Poland will allow regulators to set a deadline on the country’s long-running 4G auction, which could see the process finally end next month.

The auction, which began back in February, could previously only be stopped once bidding ceased, with the country’s four operators battling aggressively for spectrum.

However, as prices continued to hike up, the country’s watchdog UKE expressed concerns, leading to a government proposal to stop the process after 115 days.

According to Reuters, bids have already totalled PLN7.5 billion ($2 billion), five times more than first expected.

Andrzej Halicki, head of the ministry of administration and digitisation, told Reuters “the end would be possible in the first 10 days of October”.

“It’s in the interest of Poles to distribute the frequencies ,” he added.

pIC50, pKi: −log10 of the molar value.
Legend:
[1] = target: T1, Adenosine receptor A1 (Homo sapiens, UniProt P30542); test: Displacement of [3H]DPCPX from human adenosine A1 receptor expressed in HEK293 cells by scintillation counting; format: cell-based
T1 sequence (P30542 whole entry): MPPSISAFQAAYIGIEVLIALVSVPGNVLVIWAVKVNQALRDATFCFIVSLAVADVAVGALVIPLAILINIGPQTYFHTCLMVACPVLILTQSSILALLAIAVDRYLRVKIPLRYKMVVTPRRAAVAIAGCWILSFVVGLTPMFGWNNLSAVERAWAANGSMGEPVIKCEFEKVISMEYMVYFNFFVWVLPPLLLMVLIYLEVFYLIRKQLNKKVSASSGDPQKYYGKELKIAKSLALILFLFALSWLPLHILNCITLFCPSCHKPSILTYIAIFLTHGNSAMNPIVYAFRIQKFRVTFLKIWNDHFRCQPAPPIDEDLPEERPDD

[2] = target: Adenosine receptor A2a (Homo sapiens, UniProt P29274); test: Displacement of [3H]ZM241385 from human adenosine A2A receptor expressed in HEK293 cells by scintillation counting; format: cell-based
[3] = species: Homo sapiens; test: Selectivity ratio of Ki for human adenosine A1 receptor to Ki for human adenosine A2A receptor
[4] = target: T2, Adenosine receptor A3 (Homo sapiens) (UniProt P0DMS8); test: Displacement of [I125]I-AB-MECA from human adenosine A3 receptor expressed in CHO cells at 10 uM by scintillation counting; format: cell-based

A premature end to the process has however been met with staunch opposition from the country’s operators’, with number four player Play (P4) suggesting a deadline to the proceedings could see it hit with “tangible damages” of up to $500 million, adding it could pursue legal action if the plans went ahead.

Polkomtel’s Plus also said a change in rules goes against regulations determining auction terms as well as other laws.

Both operators already have access to some 4G frequencies in the market, giving them a head start on rivals Orange and Deutsche Telekom.

UKE head Magdalena Gaj has previously questioned whether the “market is serious about buying these frequencies, after 400 rounds of bidding”.